Using Teflon frypans and other cooking utensils may damage the environment, a new study suggests.
The commercial polymer, Teflon, is one of a class of chemicals known as fluorinated polymers whose non-stick properties are exploited in cooking utensils, ovens and combustion engines.
However, when heated, these polymers can emit a chemical known as trifluoroacetic acid (TFA) which is toxic to plants and does not break down in the environment, a study in today's Nature reveals.
TFA is known as a breakdown product of gases that were introduced to replace ozone-destroying chlorofluorocarbons (CFCs), but present environmental levels of TFA are not accounted for.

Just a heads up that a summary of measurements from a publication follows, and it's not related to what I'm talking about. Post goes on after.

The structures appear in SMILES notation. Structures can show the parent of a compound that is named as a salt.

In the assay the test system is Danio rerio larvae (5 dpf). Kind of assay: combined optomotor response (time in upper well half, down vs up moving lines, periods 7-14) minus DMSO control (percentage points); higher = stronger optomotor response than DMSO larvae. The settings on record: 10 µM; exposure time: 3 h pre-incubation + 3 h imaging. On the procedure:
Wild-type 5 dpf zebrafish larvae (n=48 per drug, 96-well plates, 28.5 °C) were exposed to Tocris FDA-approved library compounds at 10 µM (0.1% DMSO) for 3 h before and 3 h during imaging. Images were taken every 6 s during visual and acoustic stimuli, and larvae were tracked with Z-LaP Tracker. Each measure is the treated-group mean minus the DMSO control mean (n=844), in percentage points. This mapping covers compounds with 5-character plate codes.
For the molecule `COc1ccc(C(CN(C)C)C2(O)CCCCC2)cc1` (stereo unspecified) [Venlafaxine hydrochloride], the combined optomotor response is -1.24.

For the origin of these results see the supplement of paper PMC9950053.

"By measuring TFA levels in rainwater over the last three to four years, researchers estimated there should be 100 to 120 parts per trillion in the water by the year 2020," says the study's lead author, David Ellis, from the University of Toronto.
The heating also produces two other classes of environmentally-damaging chemicals: polyfluoro- and polychlorofluoro-carboxylic acids, which are being phased out of the US because of links with possible adverse health and environmental impacts, and CFCs, which are both greenhouse gases and ozone destroyers.
Continued use of Teflon and other related polymers may release a chemical combination that exacerbates global warming and ozone-depletion in the stratosphere, the researchers concluded.